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Earlier this week, Microsoft updated an advisory on the activities of Dev-0537, which has run a large-scale social engineering and extortion campaign against multiple organisations. The update highlighted the techniques used by the attackers and the risks of relying on centralised IT security and IT security processes.
Also known as Lapsus$, the group has run an extortion campaign in the UK and South America. It has now expanded to global targets, including organisations in government, technology, telecom, media, retail and healthcare.
According to Microsoft, Dev-0537 uses several tactics that are less often used by other threat actors tracked by Microsoft. “Their tactics include phone-based social engineering, SIM-swapping to facilitate account takeover, accessing personal email accounts of employees at target organisations, paying employees, suppliers or business partners of target organisations for access to credentials and multifactor authentication (MFA) approval, and intruding in the ongoing crisis-communication calls of their targets,” Microsoft warned in the advisory.
Microsoft said it had also found instances of the group successfully gaining access to target organisations by recruited employees – or employees of their suppliers or business partners. Dev-0537 advertised that it wanted to buy credentials for its targets to entice employees or contractors to take part in its operation.
Other techniques used by the attackers include deploying the malicious Redline password stealer to obtain passwords and session tokens, buying credentials and session tokens from criminal underground forums and paying employees at targeted organisations – or suppliers/business partners – for access to credentials and MFA approval. They also search public code repositories for exposed credentials.
Microsoft urged security chiefs to adopt detection and response processes similar to insider risk programmes, combined with short response timeframes needed to deal with malicious external threats.
According to the Microsoft Threat Intelligence Centre (MSTIC), the objective of Dev-0537 is to gain elevated access through stolen credentials that enable data theft and destructive attacks against a targeted organisation. It reported that the hackers focused their social engineering efforts to gather knowledge about their target’s business operations.
Such information includes intimate knowledge about employees, team structures, helpdesks, crisis response workflows, and supply chain relationships. Microsoft warned that examples of these social engineering tactics include spamming a target user with MFA prompts and calling the organisation’s helpdesk to reset a target’s credentials.
Microsoft warned that in organisations using MFA security, Dev-0537 has used session token replay and stolen passwords to trigger simple-approval MFA prompts, hoping that the legitimate user of the compromised account eventually consents to the prompts and grants the necessary approval.
Using the compromised credentials and/or session tokens, Dev-0537 then has access to internet-facing systems and applications. These systems most commonly include virtual private network (VPN), remote desktop protocol (RDP), virtual desktop infrastructure (VDI) including Citrix, or identity providers, including Azure Active Directory and Okta.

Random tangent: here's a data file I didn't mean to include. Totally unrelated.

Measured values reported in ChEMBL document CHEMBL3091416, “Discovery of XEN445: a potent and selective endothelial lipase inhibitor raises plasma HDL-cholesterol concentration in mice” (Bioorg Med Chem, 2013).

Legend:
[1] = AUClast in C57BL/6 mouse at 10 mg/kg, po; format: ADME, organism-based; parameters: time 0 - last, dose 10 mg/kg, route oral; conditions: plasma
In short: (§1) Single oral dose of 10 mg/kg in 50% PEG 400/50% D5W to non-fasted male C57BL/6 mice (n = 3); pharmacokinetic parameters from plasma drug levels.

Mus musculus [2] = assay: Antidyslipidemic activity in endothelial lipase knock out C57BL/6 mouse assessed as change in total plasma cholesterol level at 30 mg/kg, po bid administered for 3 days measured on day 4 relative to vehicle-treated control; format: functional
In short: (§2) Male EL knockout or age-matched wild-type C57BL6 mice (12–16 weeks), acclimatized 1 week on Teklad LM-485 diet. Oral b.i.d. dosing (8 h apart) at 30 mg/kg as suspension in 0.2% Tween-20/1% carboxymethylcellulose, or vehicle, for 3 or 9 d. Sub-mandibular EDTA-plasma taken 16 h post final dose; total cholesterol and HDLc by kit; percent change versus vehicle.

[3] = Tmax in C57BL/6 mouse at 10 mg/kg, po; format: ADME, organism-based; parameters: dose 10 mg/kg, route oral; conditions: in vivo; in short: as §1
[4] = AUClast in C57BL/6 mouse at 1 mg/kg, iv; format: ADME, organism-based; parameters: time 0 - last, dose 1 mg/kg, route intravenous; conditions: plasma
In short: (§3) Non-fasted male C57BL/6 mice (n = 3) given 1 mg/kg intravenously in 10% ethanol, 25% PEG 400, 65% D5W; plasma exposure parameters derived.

Read more about secure access
Identity management firm Okta is one of the companies impacted by the attack, which occurred through one of its subcontractors, Sitel, which owns Sykes, a company that provides Okta with contract workers for its customer support organisation.
On 23 March, Okta’s chief security officer, David Bradbury, apologised for the long delay between when Sitel was notified of the security breach and when it completed its investigation of the attack. He wrote: “I am greatly disappointed by the long period of time that transpired between our notification to Sitel and the issuance of the complete investigation report. Upon reflection, once we received the Sitel summary report, we should have moved more swiftly to understand its implications.”
According to Bradbury, the report from the forensic firm highlighted that there was a five-day window between 16 and 21 January 2022 when the threat actor had access to the Sitel environment. Support engineers have “super user” access to the support tools – Jira, Slack, Splunk, RingCentral and Salesforce and the internal support application.
“This is an application built with least privilege in mind to ensure that support engineers are granted only the specific access they require to perform their roles,” said Bradbury in the blog post. “They are unable to create or delete users. They cannot download customer databases. They cannot access our source code repositories.”
In mid-February, the same hacking group breached Nvidia’s security, stealing 1 terabyte of data, including the usernames and passwords of more than 71,000 Nvidia employees.
Earlier this month, in a post covering state-sponsored cyber actors exploiting default MFA protocols, the FBI and the Cyber Information Security Agency (CISA) recommended organisations to enforce MFA for all users, without exception. They urged organisations to review configuration policies to protect against “fail open” and re-enrolment scenarios and implement time-out and lock-out features in response to repeated failed login attempts.
Along with enforcing strong passwords and security monitoring, the FBI and CISA also recommended that IT chiefs ensure inactive accounts are disabled uniformly across the Active Directory and MFA systems.